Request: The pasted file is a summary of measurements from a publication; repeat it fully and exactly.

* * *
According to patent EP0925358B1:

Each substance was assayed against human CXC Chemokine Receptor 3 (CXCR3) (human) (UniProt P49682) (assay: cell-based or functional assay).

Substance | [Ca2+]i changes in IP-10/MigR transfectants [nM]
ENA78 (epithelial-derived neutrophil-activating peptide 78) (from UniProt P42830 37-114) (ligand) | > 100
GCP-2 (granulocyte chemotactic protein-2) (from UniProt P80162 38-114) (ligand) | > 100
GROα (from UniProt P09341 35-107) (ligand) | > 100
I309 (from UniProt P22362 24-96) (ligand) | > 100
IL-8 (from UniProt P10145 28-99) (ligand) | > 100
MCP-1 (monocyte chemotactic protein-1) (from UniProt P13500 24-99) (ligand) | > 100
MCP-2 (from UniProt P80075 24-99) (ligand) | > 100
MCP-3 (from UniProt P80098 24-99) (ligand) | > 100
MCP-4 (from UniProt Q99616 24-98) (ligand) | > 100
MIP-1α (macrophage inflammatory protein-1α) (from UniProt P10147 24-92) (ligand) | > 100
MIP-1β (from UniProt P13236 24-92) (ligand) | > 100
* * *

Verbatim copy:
According to patent EP0925358B1:

Each substance was assayed against human CXC Chemokine Receptor 3 (CXCR3) (human) (UniProt P49682) (assay: cell-based or functional assay).

Substance | [Ca2+]i changes in IP-10/MigR transfectants [nM]
ENA78 (epithelial-derived neutrophil-activating peptide 78) (from UniProt P42830 37-114) (ligand) | > 100
GCP-2 (granulocyte chemotactic protein-2) (from UniProt P80162 38-114) (ligand) | > 100
GROα (from UniProt P09341 35-107) (ligand) | > 100
I309 (from UniProt P22362 24-96) (ligand) | > 100
IL-8 (from UniProt P10145 28-99) (ligand) | > 100
MCP-1 (monocyte chemotactic protein-1) (from UniProt P13500 24-99) (ligand) | > 100
MCP-2 (from UniProt P80075 24-99) (ligand) | > 100
MCP-3 (from UniProt P80098 24-99) (ligand) | > 100
MCP-4 (from UniProt Q99616 24-98) (ligand) | > 100
MIP-1α (macrophage inflammatory protein-1α) (from UniProt P10147 24-92) (ligand) | > 100
MIP-1β (from UniProt P13236 24-92) (ligand) | > 100